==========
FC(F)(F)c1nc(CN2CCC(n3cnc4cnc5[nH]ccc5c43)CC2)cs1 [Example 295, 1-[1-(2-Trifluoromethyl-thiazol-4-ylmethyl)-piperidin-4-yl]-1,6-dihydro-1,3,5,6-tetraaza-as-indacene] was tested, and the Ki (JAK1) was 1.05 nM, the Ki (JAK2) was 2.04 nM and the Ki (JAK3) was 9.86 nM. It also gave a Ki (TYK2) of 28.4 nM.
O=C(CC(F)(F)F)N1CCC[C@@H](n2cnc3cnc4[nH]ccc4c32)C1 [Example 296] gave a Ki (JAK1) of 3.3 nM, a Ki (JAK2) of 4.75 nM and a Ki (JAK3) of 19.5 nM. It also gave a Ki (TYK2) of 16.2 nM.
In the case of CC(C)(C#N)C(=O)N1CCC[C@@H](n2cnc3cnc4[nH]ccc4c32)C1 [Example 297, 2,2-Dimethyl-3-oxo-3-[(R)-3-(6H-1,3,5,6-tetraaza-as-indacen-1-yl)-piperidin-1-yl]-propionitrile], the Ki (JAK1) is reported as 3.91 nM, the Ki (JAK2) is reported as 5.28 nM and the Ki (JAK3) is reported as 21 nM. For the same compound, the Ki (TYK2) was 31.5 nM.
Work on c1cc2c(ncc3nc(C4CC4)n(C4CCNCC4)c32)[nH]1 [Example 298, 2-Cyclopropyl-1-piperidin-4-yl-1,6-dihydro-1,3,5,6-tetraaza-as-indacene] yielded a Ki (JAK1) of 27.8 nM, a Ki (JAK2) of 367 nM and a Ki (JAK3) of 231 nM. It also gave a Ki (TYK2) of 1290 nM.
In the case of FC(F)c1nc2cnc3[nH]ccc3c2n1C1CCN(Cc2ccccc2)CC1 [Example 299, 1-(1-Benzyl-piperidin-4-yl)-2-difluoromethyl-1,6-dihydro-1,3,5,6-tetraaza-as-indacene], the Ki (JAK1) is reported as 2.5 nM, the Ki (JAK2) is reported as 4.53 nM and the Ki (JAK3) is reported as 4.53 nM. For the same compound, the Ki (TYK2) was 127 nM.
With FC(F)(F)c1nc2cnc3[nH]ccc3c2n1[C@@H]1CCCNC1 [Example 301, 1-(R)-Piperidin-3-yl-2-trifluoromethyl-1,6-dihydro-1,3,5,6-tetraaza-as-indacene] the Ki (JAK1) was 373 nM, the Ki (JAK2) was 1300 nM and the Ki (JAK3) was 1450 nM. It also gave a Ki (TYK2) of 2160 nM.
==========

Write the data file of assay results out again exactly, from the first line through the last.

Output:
FC(F)(F)c1nc(CN2CCC(n3cnc4cnc5[nH]ccc5c43)CC2)cs1 [Example 295, 1-[1-(2-Trifluoromethyl-thiazol-4-ylmethyl)-piperidin-4-yl]-1,6-dihydro-1,3,5,6-tetraaza-as-indacene] was tested, and the Ki (JAK1) was 1.05 nM, the Ki (JAK2) was 2.04 nM and the Ki (JAK3) was 9.86 nM. It also gave a Ki (TYK2) of 28.4 nM.
O=C(CC(F)(F)F)N1CCC[C@@H](n2cnc3cnc4[nH]ccc4c32)C1 [Example 296] gave a Ki (JAK1) of 3.3 nM, a Ki (JAK2) of 4.75 nM and a Ki (JAK3) of 19.5 nM. It also gave a Ki (TYK2) of 16.2 nM.
In the case of CC(C)(C#N)C(=O)N1CCC[C@@H](n2cnc3cnc4[nH]ccc4c32)C1 [Example 297, 2,2-Dimethyl-3-oxo-3-[(R)-3-(6H-1,3,5,6-tetraaza-as-indacen-1-yl)-piperidin-1-yl]-propionitrile], the Ki (JAK1) is reported as 3.91 nM, the Ki (JAK2) is reported as 5.28 nM and the Ki (JAK3) is reported as 21 nM. For the same compound, the Ki (TYK2) was 31.5 nM.
Work on c1cc2c(ncc3nc(C4CC4)n(C4CCNCC4)c32)[nH]1 [Example 298, 2-Cyclopropyl-1-piperidin-4-yl-1,6-dihydro-1,3,5,6-tetraaza-as-indacene] yielded a Ki (JAK1) of 27.8 nM, a Ki (JAK2) of 367 nM and a Ki (JAK3) of 231 nM. It also gave a Ki (TYK2) of 1290 nM.
In the case of FC(F)c1nc2cnc3[nH]ccc3c2n1C1CCN(Cc2ccccc2)CC1 [Example 299, 1-(1-Benzyl-piperidin-4-yl)-2-difluoromethyl-1,6-dihydro-1,3,5,6-tetraaza-as-indacene], the Ki (JAK1) is reported as 2.5 nM, the Ki (JAK2) is reported as 4.53 nM and the Ki (JAK3) is reported as 4.53 nM. For the same compound, the Ki (TYK2) was 127 nM.
With FC(F)(F)c1nc2cnc3[nH]ccc3c2n1[C@@H]1CCCNC1 [Example 301, 1-(R)-Piperidin-3-yl-2-trifluoromethyl-1,6-dihydro-1,3,5,6-tetraaza-as-indacene] the Ki (JAK1) was 373 nM, the Ki (JAK2) was 1300 nM and the Ki (JAK3) was 1450 nM. It also gave a Ki (TYK2) of 2160 nM.